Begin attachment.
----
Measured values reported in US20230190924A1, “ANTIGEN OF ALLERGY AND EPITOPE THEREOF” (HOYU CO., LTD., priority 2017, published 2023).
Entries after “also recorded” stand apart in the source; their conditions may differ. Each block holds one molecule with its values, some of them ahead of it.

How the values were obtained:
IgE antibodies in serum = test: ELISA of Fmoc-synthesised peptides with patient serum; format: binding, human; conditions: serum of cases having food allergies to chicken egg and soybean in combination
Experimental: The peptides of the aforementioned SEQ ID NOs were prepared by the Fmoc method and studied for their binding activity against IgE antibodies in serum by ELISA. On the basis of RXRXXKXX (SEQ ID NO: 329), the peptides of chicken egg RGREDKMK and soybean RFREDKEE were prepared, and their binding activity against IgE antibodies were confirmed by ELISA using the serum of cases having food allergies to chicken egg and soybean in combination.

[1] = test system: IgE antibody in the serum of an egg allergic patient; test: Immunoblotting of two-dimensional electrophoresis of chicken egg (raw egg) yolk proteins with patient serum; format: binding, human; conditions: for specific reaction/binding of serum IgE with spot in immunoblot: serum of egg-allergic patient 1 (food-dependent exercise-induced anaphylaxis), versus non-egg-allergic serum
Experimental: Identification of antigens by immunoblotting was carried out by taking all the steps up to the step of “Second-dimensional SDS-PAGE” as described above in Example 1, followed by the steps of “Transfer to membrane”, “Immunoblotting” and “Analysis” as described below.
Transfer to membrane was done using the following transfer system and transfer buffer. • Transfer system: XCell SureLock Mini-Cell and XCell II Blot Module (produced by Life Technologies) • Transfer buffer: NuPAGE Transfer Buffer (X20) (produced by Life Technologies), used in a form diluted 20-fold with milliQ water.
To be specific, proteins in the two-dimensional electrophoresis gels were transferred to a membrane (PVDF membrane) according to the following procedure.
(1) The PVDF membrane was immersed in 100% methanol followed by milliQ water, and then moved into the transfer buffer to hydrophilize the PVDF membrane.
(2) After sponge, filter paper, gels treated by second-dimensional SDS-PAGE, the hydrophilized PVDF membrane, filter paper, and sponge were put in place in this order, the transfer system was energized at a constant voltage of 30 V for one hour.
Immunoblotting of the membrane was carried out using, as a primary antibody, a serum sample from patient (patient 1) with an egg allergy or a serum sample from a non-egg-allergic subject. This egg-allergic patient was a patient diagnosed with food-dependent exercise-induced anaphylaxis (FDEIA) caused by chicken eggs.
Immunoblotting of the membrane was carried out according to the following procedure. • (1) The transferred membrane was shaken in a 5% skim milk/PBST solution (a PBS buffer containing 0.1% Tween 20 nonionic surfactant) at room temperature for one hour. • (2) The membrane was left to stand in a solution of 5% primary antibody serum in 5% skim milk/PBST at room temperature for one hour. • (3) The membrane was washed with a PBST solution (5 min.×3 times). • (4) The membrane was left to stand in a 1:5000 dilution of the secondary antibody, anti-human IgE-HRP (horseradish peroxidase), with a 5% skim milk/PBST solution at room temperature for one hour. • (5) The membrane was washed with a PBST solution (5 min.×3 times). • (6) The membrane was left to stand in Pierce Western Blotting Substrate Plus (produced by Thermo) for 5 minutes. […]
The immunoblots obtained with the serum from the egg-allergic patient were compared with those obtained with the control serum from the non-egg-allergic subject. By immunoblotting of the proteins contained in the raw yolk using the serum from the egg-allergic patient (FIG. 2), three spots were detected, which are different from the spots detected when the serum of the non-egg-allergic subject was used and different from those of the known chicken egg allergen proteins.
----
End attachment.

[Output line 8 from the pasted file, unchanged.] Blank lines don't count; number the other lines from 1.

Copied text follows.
Transfer to membrane was done using the following transfer system and transfer buffer. • Transfer system: XCell SureLock Mini-Cell and XCell II Blot Module (produced by Life Technologies) • Transfer buffer: NuPAGE Transfer Buffer (X20) (produced by Life Technologies), used in a form diluted 20-fold with milliQ water.